Subtle Vignette "Amount"= -50 and the "Midpoint"= 50

Now the great part about this is the it takes only seconds and if you don’t like it, go back to the “Basic” tab and click on the “Default” link and you are back to your original capture.

Hope this has been helpful, now don’t forget to go to the online store at my web page:

Thank you for your patronage, it is appreciated.

Frank & Chad


#21. Today’s (03/04/2010) Photoshop Tip of the Day, will guide on finding the contact sheet function which used to be in CS3 and isn’t apparent in CS4 because it has been relocated.  The contact sheet function and web gallery function are now located in Bridge.  Open Bridge then click on the Output tab in the upper right hand corner next to the “Essentials”, “Filmstrip” and “Metadata” tabs.  This will give you the option of either choosing a contact sheet which will be created in a “PDF” format or a photo gallery.  Then all you have to do is pick the files you want to include in either the contact sheet or the web gallery and fill in the information for your creation.  The photo gallery has a huge number of applications, one of the best is creating a gallery for your friends to view your latest photo collection.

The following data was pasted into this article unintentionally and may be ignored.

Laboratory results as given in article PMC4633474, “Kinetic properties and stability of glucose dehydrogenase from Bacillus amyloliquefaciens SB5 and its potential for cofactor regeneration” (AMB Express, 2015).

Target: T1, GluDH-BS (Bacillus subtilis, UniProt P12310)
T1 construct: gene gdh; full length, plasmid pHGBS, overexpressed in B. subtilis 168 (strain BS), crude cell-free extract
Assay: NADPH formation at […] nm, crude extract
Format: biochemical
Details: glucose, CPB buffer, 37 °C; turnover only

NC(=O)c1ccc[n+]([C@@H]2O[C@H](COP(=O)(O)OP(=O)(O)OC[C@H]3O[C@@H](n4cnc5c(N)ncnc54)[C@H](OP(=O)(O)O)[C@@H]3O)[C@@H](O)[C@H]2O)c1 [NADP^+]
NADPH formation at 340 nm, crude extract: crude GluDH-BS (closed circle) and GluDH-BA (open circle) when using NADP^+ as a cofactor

#20. Today’s (03/02/2010) Photoshop Tip of the Day, will save you lots of time when you are working on a file with many layers.  Have you ever had to go down the layers palette and turn off the eyes for a bunch of layers so that only the layer you want to work on is visible.  Currently you click on each eye individually to turn them off or on.  Well here is the way to turn off all the layers except the one you are on.  Simply press the “Alt” key and click on the eye of the layer you want to remain active, all the other eyes will be turned off.  To turn all the eyes back on again, do the same thing, press the “Alt” key and click on the active layer’s eye and all the other eyes will be turned back on again.

Hope this was helpful, now don’t forget to get yourself or your friends and family who are looking to learn about their new cameras signed up for tomorrow night’s class at STUDIO 715 it starts at about 6:00pm and runs until about 9:00pm.  Hope to see you or them there.  We have lots of stuff to cover.  Check out the main page of this blog and scroll down for more class information.